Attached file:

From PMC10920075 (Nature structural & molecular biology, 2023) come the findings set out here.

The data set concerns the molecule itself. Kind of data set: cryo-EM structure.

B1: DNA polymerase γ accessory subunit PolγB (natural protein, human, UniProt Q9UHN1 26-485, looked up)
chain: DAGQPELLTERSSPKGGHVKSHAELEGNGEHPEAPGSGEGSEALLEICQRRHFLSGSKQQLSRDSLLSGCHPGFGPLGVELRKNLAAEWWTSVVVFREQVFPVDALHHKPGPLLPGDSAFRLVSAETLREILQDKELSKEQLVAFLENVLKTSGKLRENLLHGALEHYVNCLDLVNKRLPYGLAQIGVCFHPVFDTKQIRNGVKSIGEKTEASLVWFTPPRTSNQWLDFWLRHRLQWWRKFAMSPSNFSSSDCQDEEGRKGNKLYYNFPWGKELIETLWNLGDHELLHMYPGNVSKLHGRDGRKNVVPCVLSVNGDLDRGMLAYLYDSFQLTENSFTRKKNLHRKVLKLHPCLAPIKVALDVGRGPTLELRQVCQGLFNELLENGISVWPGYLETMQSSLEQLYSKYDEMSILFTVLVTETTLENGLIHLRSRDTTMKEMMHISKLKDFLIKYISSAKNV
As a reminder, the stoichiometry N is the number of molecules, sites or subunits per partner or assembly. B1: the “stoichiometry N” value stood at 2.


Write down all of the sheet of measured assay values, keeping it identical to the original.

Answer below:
From PMC10920075 (Nature structural & molecular biology, 2023) come the findings set out here.

The data set concerns the molecule itself. Kind of data set: cryo-EM structure.

B1: DNA polymerase γ accessory subunit PolγB (natural protein, human, UniProt Q9UHN1 26-485, looked up)
chain: DAGQPELLTERSSPKGGHVKSHAELEGNGEHPEAPGSGEGSEALLEICQRRHFLSGSKQQLSRDSLLSGCHPGFGPLGVELRKNLAAEWWTSVVVFREQVFPVDALHHKPGPLLPGDSAFRLVSAETLREILQDKELSKEQLVAFLENVLKTSGKLRENLLHGALEHYVNCLDLVNKRLPYGLAQIGVCFHPVFDTKQIRNGVKSIGEKTEASLVWFTPPRTSNQWLDFWLRHRLQWWRKFAMSPSNFSSSDCQDEEGRKGNKLYYNFPWGKELIETLWNLGDHELLHMYPGNVSKLHGRDGRKNVVPCVLSVNGDLDRGMLAYLYDSFQLTENSFTRKKNLHRKVLKLHPCLAPIKVALDVGRGPTLELRQVCQGLFNELLENGISVWPGYLETMQSSLEQLYSKYDEMSILFTVLVTETTLENGLIHLRSRDTTMKEMMHISKLKDFLIKYISSAKNV
As a reminder, the stoichiometry N is the number of molecules, sites or subunits per partner or assembly. B1: the “stoichiometry N” value stood at 2.